It is so hard for me to dwell in the present here. It’s a daily fight to take the time to enjoy life in this place. An hourly struggle to not think about either the future or the past. I never rooted firmly here and the result is that I’ve never felt like I can just be.
Right now, all I can think about is that in a few minutes the movers will be coming. In a few hours my belongings will be in wooden crates on a truck that will go to a ship and the next time I see them will be in ND. In a few days, B’s brother will be here oh so briefly, but we’ll get to see him. In a week, we’ll ship out our car and have to walk everywhere. In five weeks, we’ll be on a plane on our way home.
It’s a fight to not think about these things and to just be. To just dwell in the time that I am in. To cuddle in bed with B and not think about the future but just enjoy those moments of extra warmth.
The past also has a strangling grip on me. The years here are littered with dates of bad news. Deaths of people we knew here. Deaths of family and friends back home. Missed celebrations, hard days of work, hard days of marriage. There is something toxic about this place. I’m not sure what it is, but it seems to get a grip on just about everyone who lives here. And so it swirls around murkily, dimming the glow of the present with the weight of days past.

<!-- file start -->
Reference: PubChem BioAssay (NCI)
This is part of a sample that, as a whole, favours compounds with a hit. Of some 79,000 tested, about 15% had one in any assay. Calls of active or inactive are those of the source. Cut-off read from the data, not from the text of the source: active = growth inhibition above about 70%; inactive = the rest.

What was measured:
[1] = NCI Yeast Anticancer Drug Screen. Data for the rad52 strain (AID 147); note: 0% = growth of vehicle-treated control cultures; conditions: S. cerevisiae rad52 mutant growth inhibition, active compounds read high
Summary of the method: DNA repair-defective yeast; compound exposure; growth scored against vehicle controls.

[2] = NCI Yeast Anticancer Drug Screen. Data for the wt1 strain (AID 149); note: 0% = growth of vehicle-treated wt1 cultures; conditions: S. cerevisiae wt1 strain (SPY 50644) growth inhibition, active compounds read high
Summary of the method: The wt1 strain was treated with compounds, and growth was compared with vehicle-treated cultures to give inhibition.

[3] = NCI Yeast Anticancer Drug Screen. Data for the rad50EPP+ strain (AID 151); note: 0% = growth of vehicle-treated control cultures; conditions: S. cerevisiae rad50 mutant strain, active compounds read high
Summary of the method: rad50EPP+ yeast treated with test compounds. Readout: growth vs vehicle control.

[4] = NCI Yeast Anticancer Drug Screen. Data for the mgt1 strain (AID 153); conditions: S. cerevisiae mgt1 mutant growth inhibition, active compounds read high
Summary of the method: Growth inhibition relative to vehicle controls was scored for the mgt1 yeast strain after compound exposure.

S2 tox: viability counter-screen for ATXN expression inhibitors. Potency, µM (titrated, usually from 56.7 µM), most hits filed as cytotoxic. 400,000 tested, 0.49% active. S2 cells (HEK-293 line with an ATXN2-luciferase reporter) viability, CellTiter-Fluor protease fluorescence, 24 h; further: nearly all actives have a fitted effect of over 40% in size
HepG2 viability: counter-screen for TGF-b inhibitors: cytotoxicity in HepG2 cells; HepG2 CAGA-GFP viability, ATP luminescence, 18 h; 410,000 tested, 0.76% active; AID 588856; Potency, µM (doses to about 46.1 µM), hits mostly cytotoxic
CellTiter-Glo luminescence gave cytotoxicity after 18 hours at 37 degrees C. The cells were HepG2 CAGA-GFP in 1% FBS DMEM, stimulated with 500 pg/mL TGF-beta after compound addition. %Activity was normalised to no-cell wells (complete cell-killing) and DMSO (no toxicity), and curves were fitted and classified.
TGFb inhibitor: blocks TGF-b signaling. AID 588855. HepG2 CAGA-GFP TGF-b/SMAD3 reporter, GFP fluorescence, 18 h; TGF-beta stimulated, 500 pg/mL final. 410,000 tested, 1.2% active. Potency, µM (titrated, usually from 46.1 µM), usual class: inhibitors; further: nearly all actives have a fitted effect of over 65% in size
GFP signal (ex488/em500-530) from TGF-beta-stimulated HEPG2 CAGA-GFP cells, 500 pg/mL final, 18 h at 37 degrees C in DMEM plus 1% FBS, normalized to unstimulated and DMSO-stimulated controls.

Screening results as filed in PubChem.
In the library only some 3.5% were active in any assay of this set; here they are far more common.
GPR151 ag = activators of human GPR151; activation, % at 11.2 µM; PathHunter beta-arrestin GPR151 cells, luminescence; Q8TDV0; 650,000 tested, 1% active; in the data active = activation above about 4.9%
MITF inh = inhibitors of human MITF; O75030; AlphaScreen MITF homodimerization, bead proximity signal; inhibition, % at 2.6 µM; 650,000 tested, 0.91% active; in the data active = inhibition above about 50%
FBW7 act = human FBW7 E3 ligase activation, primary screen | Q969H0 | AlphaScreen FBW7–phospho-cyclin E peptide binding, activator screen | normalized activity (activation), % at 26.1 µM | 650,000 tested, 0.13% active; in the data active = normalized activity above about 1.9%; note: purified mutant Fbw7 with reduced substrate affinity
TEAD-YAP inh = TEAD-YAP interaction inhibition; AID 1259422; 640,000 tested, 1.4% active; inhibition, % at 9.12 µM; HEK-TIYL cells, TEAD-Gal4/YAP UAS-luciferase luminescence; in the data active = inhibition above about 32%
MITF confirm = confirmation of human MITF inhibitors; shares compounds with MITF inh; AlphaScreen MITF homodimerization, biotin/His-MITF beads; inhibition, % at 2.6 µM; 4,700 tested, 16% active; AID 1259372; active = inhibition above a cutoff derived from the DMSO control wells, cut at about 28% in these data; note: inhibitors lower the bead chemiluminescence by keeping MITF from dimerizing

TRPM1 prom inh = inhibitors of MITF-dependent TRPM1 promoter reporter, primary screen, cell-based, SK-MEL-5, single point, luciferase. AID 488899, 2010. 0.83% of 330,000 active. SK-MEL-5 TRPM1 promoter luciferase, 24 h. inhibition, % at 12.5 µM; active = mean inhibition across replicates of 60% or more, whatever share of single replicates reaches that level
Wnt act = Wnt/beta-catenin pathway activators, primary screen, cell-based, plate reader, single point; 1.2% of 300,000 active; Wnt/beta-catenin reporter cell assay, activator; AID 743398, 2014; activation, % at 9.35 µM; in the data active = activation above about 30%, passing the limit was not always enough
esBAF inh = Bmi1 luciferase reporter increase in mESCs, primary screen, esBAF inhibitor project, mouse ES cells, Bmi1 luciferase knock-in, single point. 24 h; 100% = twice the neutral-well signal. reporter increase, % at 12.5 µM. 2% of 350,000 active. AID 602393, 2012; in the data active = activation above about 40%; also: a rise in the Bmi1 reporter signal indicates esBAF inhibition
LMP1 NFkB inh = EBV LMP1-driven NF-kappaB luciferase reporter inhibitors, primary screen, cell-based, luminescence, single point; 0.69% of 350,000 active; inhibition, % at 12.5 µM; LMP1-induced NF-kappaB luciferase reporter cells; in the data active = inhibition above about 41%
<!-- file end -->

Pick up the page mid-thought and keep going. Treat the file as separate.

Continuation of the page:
It’s not how I want to live any more. I’m okay with happy anticipation and fond remembrances; however, I don’t want to exist only in the past or future. I want to thrive in the moment that I’m living in.
Right now, this very moment, I’m sitting on our couch, for the last time for a few months. B is next to me, blissfully home from work thanks to the moving, chilling on our other laptop. Both of our dogs are on the floor at our feet, somewhat disgruntled that we’re still not letting them back up on the couch. The room is full of brown paper packages and white boxes, giving a strange and foreign feel to this place that has been our home for two years.
This is my moment. A moment of triumph for having survived. A moment of fatigue of fighting suitcases in and out of small spaces so clothes don’t accidentally get packed. A moment of frustration at having not remembered to keep a cute pair of shoes for when I don’t want to wear sneakers. A moment of joy that my family is together and ready for our next adventure.
What is happening in your present?